One of the argument's weak points is that Heinlein is extrapolating, in fact, his private feelings of ties to the American Navy (of which he was a reserve officer), into a whole social order. This "esprit de corps," active even in citizens returned to civilian life, is the key to greater political responsibility. On the other hand, it is interesting how esprit de corps ties down the very course of Johnny, who, upon joining the Mobile Infantry, absorbs the doctrine and matures little by little within the ideals of that elite force. That is important because, according to Heinlein's definition, Starship Troopers is a novel that tries to explain, albeit in an incomplete way (or "partial" way, some would say), why men go to war—and he seems to declare that they go to war in part for belonging to a culture (the armed forces in which they are inserted) that accepts the terror of armed conflict and even their own deaths as a basic condition of its existence. In this sense, Heinlein's reflections proceed in the direction of the central thesis of the eminent English military historian, John Keegan, in his book A History of War. But Heinlein suggests that society as a whole stands to gain something with the diffusion of a similar sentiment, which would reach all walks of society.
In the future of Starship Troopers, Earth is at war with an alien species of insect which simply wants to sweep us out of the universe. Against it there is only one course, total war. Heinlein reflects the posture of his generation, shaken by the Second World War and by the Cold war, seeing the "enemy" as opposition to be destroyed at any cost. The relation of the novel with the historical moment of World War II is expressed in its very structure—the classic division of the World War Two novel (a popular and prestigious form, having received several Pulitizer prizes in the 1940s and –50s) between "training" and "combat." Thus, in the first part, Johnny Rico goes through the Mobile Infantry's basic training, where his individuality is leveled in accordance with the interests of the institution, in a brutalizing process that includes corporal punishment. Later, he recovers his individuality through combat—an indivisable experience because of its content of pain and fear—leaving reborn of it, understanding, finally, all that is implied by the social order into which he is introduced.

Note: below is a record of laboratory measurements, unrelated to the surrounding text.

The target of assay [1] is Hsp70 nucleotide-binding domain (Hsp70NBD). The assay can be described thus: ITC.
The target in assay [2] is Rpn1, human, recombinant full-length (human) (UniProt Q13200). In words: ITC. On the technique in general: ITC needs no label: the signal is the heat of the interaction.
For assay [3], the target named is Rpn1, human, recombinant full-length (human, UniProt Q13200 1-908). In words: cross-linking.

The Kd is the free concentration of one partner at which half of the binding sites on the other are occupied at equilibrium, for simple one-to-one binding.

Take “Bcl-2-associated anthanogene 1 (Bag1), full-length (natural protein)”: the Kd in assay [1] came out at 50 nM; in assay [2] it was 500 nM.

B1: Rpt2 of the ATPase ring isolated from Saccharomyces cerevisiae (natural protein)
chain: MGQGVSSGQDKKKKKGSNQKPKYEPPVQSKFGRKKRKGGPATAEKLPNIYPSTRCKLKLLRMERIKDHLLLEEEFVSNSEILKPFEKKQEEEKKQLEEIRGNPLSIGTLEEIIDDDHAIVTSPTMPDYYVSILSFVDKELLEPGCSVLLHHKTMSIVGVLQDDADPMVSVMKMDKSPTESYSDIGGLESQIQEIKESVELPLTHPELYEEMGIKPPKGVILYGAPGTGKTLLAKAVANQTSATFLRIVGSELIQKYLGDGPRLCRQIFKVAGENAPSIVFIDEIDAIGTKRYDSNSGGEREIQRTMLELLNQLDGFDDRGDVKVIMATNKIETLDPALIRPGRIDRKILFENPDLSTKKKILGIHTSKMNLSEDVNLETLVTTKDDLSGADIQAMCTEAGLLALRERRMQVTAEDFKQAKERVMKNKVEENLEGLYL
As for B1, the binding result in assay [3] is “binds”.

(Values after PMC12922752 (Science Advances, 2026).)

Of course, this vision of Heinlein's was vehemently contested in several ways, especially in two later novels--both also prizewinning—that "dialogue" with Starship Troopers—The Forever War (1974), by Joe Haldeman, and Ender's Game (1985), by Orson Scott Card. Haldeman is a veteran of the Viet Nam War, and in his novel he evinces a dreadful feeling of doubt as to the meaning of war. Both in his The Forever War and in Card's novel, what seemed right to Heinlein (the annihilation of the enemy), becomes questionable or condemnable, with the conflict appearing to be more the fruit of a communication deficiency rather than of social or biological determinism. Finally, in Ender's Game it is the very establishment of that communication with the enemy (in both cases insectoid aliens) that redeems the grim vision of Heinlein and the moral anguish of Haldeman, showing just how much ethical reflection about war has been altered with time.
The publication (long in coming) of Starship Troopers among us finally permits the Brazilian reader to curl up with a seminal work in science fiction, and from which few seem to emerge immune to the polemics that comprise part of it. A novel that divides its readers into those who loved it and those who hated it—surely a mark of merit for any literary work that proposes to be serious and thought-provoking.
* First published in the Brazilian newspaper O Jornal da Tarde of 02/21/1998.